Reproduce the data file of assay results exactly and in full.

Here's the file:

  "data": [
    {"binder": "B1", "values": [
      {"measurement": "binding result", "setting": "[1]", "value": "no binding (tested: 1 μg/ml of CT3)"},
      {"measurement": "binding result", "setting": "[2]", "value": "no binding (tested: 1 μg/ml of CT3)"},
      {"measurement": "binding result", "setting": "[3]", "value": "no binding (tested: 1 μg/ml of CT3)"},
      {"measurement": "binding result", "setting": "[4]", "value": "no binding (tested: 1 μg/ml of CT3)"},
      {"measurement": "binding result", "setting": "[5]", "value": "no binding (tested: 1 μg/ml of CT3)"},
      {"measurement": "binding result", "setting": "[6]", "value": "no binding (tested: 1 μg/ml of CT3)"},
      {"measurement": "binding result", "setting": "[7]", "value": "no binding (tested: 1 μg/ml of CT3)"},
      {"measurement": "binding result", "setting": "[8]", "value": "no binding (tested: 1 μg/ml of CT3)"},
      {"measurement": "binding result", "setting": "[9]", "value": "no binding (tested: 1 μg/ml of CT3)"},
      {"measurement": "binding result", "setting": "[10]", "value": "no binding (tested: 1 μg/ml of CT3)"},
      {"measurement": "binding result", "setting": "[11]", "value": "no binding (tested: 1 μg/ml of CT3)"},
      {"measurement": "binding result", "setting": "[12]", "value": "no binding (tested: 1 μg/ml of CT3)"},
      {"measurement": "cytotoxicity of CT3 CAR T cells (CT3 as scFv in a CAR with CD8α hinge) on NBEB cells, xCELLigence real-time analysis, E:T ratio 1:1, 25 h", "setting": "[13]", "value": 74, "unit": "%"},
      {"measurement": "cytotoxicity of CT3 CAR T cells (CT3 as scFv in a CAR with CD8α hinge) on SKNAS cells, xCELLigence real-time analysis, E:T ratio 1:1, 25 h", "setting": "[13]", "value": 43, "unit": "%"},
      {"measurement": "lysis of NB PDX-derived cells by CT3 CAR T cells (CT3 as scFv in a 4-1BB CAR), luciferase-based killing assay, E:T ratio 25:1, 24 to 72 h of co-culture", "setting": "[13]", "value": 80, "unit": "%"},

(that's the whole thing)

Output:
  "data": [
    {"binder": "B1", "values": [
      {"measurement": "binding result", "setting": "[1]", "value": "no binding (tested: 1 μg/ml of CT3)"},
      {"measurement": "binding result", "setting": "[2]", "value": "no binding (tested: 1 μg/ml of CT3)"},
      {"measurement": "binding result", "setting": "[3]", "value": "no binding (tested: 1 μg/ml of CT3)"},
      {"measurement": "binding result", "setting": "[4]", "value": "no binding (tested: 1 μg/ml of CT3)"},
      {"measurement": "binding result", "setting": "[5]", "value": "no binding (tested: 1 μg/ml of CT3)"},
      {"measurement": "binding result", "setting": "[6]", "value": "no binding (tested: 1 μg/ml of CT3)"},
      {"measurement": "binding result", "setting": "[7]", "value": "no binding (tested: 1 μg/ml of CT3)"},
      {"measurement": "binding result", "setting": "[8]", "value": "no binding (tested: 1 μg/ml of CT3)"},
      {"measurement": "binding result", "setting": "[9]", "value": "no binding (tested: 1 μg/ml of CT3)"},
      {"measurement": "binding result", "setting": "[10]", "value": "no binding (tested: 1 μg/ml of CT3)"},
      {"measurement": "binding result", "setting": "[11]", "value": "no binding (tested: 1 μg/ml of CT3)"},
      {"measurement": "binding result", "setting": "[12]", "value": "no binding (tested: 1 μg/ml of CT3)"},
      {"measurement": "cytotoxicity of CT3 CAR T cells (CT3 as scFv in a CAR with CD8α hinge) on NBEB cells, xCELLigence real-time analysis, E:T ratio 1:1, 25 h", "setting": "[13]", "value": 74, "unit": "%"},
      {"measurement": "cytotoxicity of CT3 CAR T cells (CT3 as scFv in a CAR with CD8α hinge) on SKNAS cells, xCELLigence real-time analysis, E:T ratio 1:1, 25 h", "setting": "[13]", "value": 43, "unit": "%"},
      {"measurement": "lysis of NB PDX-derived cells by CT3 CAR T cells (CT3 as scFv in a 4-1BB CAR), luciferase-based killing assay, E:T ratio 25:1, 24 to 72 h of co-culture", "setting": "[13]", "value": 80, "unit": "%"},